• The right to restrict processing
  • The right to data portability
  • The right to object
  • The right to reject automated decisions

These rights place control directly into the hands of individuals. Businesses must now gain explicit consent in order to collect, process, and exchange personal data. This will of course cause serious disruption among many industries and recent business models. For example, some organizations from the advertising industry have made clear that consent is not compatible with automated advertising that exists today.

Europe has made a loud declaration that the individual is the owner of their data. With this policy taking effect on May 25, 2018, it is clear that the business and public sector environments will have to adjust to this new paradigm. Europe has had a long standing policy practice of protecting citizens. The precautionary principle as applied to goods and services in Europe is one example of that where products need to be proven safe to the public before they can be sold in the market. Policy such as the GDPR reflects a long standing tradition of centering the well being of citizens. Such an outcome should have been expected.

The United States Orientation

In the United States, there is no policy that compares to the GDPR. As the U.S can be business-centric, they are always cautious when it comes to imposing restrictions on the private sector. While there are no explicit definitions of who owns data, it is obvious who benefits from data, which are the platforms who collect and process it. For the most part an individual in the US has no control of what happens to their data outside of highly regulated industries such as healthcare or finance. The more recent security incidents that has upset the public such as the Equifax data breach and the Facebook/Cambridge Analytica data sharing have increased public resentment.

Despite the public outrage there is not much happening to shift the policy paradigm in the US, which is centered on privacy and responsible handling of data. Reviewing security policies in the US such as HIPAA, SOX, or PCI DSS and it becomes clear the goal is to mitigate terrible outcomes. Which personal data is mentioned there is nothing that defines who owns the data, the individual or the business who collects and processes the data. This ambiguity can be beneficial as Lothar Determann has argued.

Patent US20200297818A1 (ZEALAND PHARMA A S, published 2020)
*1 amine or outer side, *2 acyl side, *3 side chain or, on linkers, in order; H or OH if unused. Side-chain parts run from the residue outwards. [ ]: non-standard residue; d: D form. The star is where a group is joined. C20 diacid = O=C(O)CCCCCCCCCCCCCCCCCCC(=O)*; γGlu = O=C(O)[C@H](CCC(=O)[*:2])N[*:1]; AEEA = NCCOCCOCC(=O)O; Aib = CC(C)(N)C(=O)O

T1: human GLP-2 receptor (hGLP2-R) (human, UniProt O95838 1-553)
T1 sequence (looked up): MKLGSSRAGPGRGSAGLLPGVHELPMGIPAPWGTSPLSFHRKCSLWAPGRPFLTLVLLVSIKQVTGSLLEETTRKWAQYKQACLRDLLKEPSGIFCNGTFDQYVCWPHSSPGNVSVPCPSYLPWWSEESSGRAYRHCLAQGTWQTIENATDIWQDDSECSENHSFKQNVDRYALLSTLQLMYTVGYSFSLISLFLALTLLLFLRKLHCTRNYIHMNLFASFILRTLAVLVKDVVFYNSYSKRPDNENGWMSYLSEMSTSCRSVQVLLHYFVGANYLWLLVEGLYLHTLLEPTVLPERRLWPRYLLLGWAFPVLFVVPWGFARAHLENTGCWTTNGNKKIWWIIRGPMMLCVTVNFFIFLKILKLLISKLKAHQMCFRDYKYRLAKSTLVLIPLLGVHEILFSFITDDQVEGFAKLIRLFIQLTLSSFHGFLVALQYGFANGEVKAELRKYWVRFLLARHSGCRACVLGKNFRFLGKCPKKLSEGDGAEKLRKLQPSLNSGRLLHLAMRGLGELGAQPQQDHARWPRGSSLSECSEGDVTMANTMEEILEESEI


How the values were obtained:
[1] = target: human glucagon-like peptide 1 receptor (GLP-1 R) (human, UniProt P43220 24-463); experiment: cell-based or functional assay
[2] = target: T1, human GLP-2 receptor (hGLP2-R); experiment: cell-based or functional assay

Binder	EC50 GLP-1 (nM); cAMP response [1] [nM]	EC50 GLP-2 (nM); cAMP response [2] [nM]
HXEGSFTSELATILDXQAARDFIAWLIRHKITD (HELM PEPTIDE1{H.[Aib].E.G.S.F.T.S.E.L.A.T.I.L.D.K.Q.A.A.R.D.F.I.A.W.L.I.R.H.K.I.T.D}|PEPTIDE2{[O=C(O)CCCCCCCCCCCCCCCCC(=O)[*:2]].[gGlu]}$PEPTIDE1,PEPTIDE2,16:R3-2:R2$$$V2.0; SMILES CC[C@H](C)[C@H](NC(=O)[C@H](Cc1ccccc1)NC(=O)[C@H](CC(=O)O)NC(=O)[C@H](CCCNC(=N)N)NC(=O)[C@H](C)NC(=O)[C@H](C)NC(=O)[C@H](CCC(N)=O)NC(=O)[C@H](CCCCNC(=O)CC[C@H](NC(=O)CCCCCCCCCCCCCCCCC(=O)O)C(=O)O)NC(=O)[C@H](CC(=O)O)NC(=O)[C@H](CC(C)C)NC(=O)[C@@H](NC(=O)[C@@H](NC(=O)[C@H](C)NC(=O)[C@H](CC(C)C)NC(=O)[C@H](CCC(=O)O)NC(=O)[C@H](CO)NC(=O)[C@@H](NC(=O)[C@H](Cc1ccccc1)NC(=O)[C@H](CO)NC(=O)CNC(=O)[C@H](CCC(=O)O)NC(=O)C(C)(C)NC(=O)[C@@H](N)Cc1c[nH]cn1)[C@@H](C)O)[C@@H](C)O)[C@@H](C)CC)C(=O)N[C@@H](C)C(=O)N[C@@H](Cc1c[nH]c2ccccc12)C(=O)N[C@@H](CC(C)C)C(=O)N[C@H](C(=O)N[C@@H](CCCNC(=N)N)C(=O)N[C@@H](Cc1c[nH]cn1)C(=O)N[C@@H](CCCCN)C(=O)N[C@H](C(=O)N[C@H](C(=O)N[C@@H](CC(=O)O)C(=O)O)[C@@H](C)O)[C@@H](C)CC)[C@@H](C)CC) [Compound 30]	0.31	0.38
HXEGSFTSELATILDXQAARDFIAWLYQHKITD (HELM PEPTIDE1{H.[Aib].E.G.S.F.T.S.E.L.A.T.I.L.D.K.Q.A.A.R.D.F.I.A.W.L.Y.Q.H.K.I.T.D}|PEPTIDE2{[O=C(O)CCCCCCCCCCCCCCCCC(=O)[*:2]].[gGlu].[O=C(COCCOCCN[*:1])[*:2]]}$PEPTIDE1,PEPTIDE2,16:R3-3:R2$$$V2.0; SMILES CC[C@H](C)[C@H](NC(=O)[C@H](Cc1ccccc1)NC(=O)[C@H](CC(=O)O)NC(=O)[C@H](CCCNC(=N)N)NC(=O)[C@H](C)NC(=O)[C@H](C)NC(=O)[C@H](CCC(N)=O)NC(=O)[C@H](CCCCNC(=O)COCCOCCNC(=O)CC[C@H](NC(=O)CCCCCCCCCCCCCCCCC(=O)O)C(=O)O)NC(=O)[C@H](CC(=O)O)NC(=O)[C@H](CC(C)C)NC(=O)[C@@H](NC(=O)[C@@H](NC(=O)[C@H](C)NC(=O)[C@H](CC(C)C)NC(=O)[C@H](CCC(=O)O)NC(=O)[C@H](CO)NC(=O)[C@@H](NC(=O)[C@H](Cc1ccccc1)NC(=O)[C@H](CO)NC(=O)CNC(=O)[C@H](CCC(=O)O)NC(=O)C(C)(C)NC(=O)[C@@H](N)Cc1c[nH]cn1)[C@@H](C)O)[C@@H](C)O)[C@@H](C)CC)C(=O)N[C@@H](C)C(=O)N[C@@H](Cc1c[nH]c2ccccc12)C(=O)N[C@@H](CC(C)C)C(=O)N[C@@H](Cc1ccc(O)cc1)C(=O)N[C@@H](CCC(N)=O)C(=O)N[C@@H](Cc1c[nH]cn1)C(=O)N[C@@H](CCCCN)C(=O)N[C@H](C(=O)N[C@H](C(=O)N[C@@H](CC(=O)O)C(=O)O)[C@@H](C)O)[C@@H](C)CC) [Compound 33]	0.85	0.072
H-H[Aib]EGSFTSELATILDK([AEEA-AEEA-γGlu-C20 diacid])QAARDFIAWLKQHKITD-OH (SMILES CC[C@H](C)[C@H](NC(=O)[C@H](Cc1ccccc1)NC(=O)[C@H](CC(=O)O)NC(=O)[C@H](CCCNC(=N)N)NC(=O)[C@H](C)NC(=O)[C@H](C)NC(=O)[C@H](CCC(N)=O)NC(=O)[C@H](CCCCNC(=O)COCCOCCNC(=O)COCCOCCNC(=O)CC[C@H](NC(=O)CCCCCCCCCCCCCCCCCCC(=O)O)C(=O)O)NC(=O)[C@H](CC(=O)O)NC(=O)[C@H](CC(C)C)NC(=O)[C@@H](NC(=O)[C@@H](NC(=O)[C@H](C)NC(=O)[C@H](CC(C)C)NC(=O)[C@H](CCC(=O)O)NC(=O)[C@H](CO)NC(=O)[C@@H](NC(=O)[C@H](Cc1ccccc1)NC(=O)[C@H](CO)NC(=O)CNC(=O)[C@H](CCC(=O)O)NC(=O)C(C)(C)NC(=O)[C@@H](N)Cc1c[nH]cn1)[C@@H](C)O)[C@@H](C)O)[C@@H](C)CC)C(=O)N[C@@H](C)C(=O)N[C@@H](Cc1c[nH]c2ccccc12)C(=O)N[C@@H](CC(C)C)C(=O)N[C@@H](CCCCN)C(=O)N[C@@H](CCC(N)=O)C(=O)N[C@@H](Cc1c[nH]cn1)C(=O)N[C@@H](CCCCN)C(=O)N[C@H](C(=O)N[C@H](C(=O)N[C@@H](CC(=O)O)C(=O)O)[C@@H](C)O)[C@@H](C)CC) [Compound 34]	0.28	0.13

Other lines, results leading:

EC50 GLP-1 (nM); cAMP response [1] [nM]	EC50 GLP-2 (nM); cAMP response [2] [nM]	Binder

Should Anyone Own Data?

The question of data ownership, according to Determann is one that applies property rights to the content of information that exists outside of intentionally authored works and databases. Their argument against defining ownership in the United States is based on the perspective that such definition and assignment of property rights would do more harm than good in the long run. Their reasoning is that individuals, businesses, and governments all have a varying amount of interests in data ownership and access restrictions; and that existing laws in the U.S are enough to manage those interests. While Determann never really defines how, they claim that defining data ownership would “restrict free speech” and slow down technological progress. If you would like to learn more about this perspective you can view their analysis here. One could argue that the perspective that existing laws are enough, is the dominant US position.

Where to From Here?

The question of data ownership is one that will continue to define the interactions of our institutions and civil society going forward. It is becoming clear where the lines are being drawn in regards to who owns data. This is creating new business models and adding to the complexity of operating in today’s world. Facebook, Google, and many other firms will need to operate and develop strategies from both perspectives where in Europe, the citizens are the owners of data, and in the US no one owns data. Whether this has a negative impact on technological progress and the future of freedom of information will be seen soon. Click below to learn more about Teramind.